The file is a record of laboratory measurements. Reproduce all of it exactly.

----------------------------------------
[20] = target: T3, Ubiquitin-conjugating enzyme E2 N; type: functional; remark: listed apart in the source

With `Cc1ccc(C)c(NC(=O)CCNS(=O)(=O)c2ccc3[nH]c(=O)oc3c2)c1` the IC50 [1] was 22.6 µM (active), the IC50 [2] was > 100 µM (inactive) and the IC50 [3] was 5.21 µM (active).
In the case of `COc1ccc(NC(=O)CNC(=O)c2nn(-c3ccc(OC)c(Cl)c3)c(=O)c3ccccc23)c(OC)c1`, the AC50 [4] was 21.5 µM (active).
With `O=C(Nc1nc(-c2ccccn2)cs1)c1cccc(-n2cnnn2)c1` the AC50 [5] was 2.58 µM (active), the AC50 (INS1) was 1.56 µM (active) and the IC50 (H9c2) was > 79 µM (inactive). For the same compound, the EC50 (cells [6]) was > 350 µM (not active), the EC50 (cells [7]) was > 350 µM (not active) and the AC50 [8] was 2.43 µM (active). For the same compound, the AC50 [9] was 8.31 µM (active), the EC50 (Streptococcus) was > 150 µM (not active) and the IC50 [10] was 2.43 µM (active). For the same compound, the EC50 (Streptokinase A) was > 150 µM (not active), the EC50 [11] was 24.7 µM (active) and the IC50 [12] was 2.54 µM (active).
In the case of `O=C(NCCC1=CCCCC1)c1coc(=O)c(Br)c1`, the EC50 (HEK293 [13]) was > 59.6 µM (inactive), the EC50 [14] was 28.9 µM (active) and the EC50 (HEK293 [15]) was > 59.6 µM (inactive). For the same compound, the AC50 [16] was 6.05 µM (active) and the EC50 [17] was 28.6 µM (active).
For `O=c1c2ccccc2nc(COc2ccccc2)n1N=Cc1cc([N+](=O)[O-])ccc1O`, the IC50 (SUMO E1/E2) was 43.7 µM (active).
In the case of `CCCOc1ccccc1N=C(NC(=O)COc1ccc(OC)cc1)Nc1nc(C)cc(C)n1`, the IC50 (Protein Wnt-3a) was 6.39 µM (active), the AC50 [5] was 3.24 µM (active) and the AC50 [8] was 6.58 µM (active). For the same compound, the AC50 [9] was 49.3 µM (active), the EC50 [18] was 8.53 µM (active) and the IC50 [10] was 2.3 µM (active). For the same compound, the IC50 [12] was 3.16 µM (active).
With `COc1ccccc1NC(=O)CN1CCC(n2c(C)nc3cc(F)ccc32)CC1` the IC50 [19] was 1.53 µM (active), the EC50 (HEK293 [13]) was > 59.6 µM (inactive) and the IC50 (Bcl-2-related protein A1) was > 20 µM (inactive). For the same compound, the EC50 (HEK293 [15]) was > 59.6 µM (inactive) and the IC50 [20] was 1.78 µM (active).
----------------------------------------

[20] = target: T3, Ubiquitin-conjugating enzyme E2 N; type: functional; remark: listed apart in the source

With `Cc1ccc(C)c(NC(=O)CCNS(=O)(=O)c2ccc3[nH]c(=O)oc3c2)c1` the IC50 [1] was 22.6 µM (active), the IC50 [2] was > 100 µM (inactive) and the IC50 [3] was 5.21 µM (active).
In the case of `COc1ccc(NC(=O)CNC(=O)c2nn(-c3ccc(OC)c(Cl)c3)c(=O)c3ccccc23)c(OC)c1`, the AC50 [4] was 21.5 µM (active).
With `O=C(Nc1nc(-c2ccccn2)cs1)c1cccc(-n2cnnn2)c1` the AC50 [5] was 2.58 µM (active), the AC50 (INS1) was 1.56 µM (active) and the IC50 (H9c2) was > 79 µM (inactive). For the same compound, the EC50 (cells [6]) was > 350 µM (not active), the EC50 (cells [7]) was > 350 µM (not active) and the AC50 [8] was 2.43 µM (active). For the same compound, the AC50 [9] was 8.31 µM (active), the EC50 (Streptococcus) was > 150 µM (not active) and the IC50 [10] was 2.43 µM (active). For the same compound, the EC50 (Streptokinase A) was > 150 µM (not active), the EC50 [11] was 24.7 µM (active) and the IC50 [12] was 2.54 µM (active).
In the case of `O=C(NCCC1=CCCCC1)c1coc(=O)c(Br)c1`, the EC50 (HEK293 [13]) was > 59.6 µM (inactive), the EC50 [14] was 28.9 µM (active) and the EC50 (HEK293 [15]) was > 59.6 µM (inactive). For the same compound, the AC50 [16] was 6.05 µM (active) and the EC50 [17] was 28.6 µM (active).
For `O=c1c2ccccc2nc(COc2ccccc2)n1N=Cc1cc([N+](=O)[O-])ccc1O`, the IC50 (SUMO E1/E2) was 43.7 µM (active).
In the case of `CCCOc1ccccc1N=C(NC(=O)COc1ccc(OC)cc1)Nc1nc(C)cc(C)n1`, the IC50 (Protein Wnt-3a) was 6.39 µM (active), the AC50 [5] was 3.24 µM (active) and the AC50 [8] was 6.58 µM (active). For the same compound, the AC50 [9] was 49.3 µM (active), the EC50 [18] was 8.53 µM (active) and the IC50 [10] was 2.3 µM (active). For the same compound, the IC50 [12] was 3.16 µM (active).
With `COc1ccccc1NC(=O)CN1CCC(n2c(C)nc3cc(F)ccc32)CC1` the IC50 [19] was 1.53 µM (active), the EC50 (HEK293 [13]) was > 59.6 µM (inactive) and the IC50 (Bcl-2-related protein A1) was > 20 µM (inactive). For the same compound, the EC50 (HEK293 [15]) was > 59.6 µM (inactive) and the IC50 [20] was 1.78 µM (active).